Apple [AAPL] appears on course for a major Fall upgrade across its ecosystem with Reuters adding fuel to this speculation with reports the company also plans an autumn launch of a $99 iPhone available in multiple colors.
[ABOVE: This lengthy Apple ad does a pretty good job explaining the potential of mobile apps to transform life -- a message that should be cross platform.]
"For this year, Apple is expected to launch two new models, widely referred to as the iPhone 5S, with new fingerprint technology, and a cheaper version in plastic casing, supply chain sources have said. Apple plans to dress up the cheaper phone in a range of 5-6 colors to differentiate it from the more expensive model that has traditionally come only in black and white.
"The US firm has discussed a price of $99 for the cheaper phone, the timing of which could slip to next year, one of the people said. It's not yet clear what the final price would be." Source: Reuters.
Reuters also claims Apple is considering introduction of larger screen iPhones and has begun testing 4.7-inch and 5.7-inch models, proving the company's quite capable of adopting on of the "innovations" of its competitors.
However, unlike competing devices the company seems able to promise an identical user experience across all displays, with WWDC attendees currently learning about new features in Xcode and iOS 7 which should make it far easier to deliver consistent user interfaces across different resolution displays -- an essential step as it moves to app support in future large screen devices.
Cheap, or different?
Reuters' revelations seem directly contrary to previous statements by the company, principally marketing chief, Phil Schiller's relatively recent assertion the company would never make a cheap iPhone. (Interestingly that claim was published and then retracted -- by Reuters, proving that even that source isn't infallible).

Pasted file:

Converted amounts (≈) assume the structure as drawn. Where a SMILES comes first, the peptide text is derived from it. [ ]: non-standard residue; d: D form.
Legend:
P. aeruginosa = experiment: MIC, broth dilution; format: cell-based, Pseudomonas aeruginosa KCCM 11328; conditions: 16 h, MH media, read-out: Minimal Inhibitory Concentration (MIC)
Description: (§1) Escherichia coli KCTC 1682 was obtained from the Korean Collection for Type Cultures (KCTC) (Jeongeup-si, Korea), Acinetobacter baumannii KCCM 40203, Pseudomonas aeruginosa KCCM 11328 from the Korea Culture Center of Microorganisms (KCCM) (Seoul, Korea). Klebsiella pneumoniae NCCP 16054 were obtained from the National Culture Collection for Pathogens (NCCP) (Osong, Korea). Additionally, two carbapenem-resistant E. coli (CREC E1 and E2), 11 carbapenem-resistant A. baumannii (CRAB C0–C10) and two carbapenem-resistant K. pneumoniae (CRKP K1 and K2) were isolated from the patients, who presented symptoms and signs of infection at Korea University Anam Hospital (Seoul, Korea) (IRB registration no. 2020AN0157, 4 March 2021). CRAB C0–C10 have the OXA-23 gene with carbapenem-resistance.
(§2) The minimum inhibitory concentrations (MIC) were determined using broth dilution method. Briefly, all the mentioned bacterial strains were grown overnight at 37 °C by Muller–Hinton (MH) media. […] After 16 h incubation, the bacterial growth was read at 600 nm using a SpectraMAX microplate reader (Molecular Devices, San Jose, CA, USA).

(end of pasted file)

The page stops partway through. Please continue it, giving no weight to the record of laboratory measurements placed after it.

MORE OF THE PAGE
"Reuters has withdrawn the story headlined "Apple exec dismisses cheaper phone as a market share grab-report" which was based on a Shanghai Evening News report that was subsequently updated with substantial changes to its content," the company said.
The notion Apple may diversify its range of iDevices with new sizes hasn't been so roundly denied. Apple CEO, Tim Cook, told AllThingsD: "We haven't [launched these] so far. That doesn't shut off the future." (Italics mine).
Some you win, some you lose, but Reuters has another iPhone 5S claim this morning, the not especially surprising claim that the next edition iPhone will integrate a fingerprint sensor. That makes sense as Apple acquired Authentec last year and has filed numerous patents that suggest its looking to new ways to secure its devices -- this could link in directly to claims Apple is lookng to deploy its own new mobile payments system.
Whatever the company is planning it won't be too long until we find the facts:
"Test production for both the standard and cheaper iPhone models aims to start next month, with mass production ramping up in August to meet a September launch target," says Reuters, citing its sources.
Apple is upgrading its entire ecosystem
It is interesting to note that speculation earlier this year suggested Apple intended accelerating iPhone releases. It's possible this speculation wasn't completely erroneous, as Reuters also claims: "Trial production was originally planned to start in June, but the mixing of colors is taking longer than expected as Apple has very high and idealistic standards."
With today's claims in mind it might be interesting to reflect on just what products Apple is expected to ship this coming Fall:
Rumored (at various points)
When you look at this list of products and consider the growing integration between Apple's Mac and iDevice operating systems, it's difficult to ignore the cumulative impact of all these systems. Any one of these improvements is important, purely in new product terms -- but together, they constitute a major release comprising the company's entire ecosystem.
What's the plan?
Apple tends to do things for a reason. It's a finicky about this as it tries to be when it comes to ensuring the products it does ship are ready. The notion the company intends a major more or less simultaneous upgrade across its entire ecosystem is unlikely to be an accident of timing (though that's not impossible). To me it appears the company is dedicating itself (and huge spending on research & development) to the task.
The news from WWDC has given us a glimpse at both the operating systems which will glue together the various products included within its product release road map, but there seems to have been no single point with which the company has justified such a major series of moves in the same time period.
I may be wrong, right, or half-right, but the timing on these releases suggests to me the company has a few more cards to play, a few more OS/device features that breathe extra life into its overall platform strategy. It will be interesting across the remainder of summer to see what these might turn out to be.
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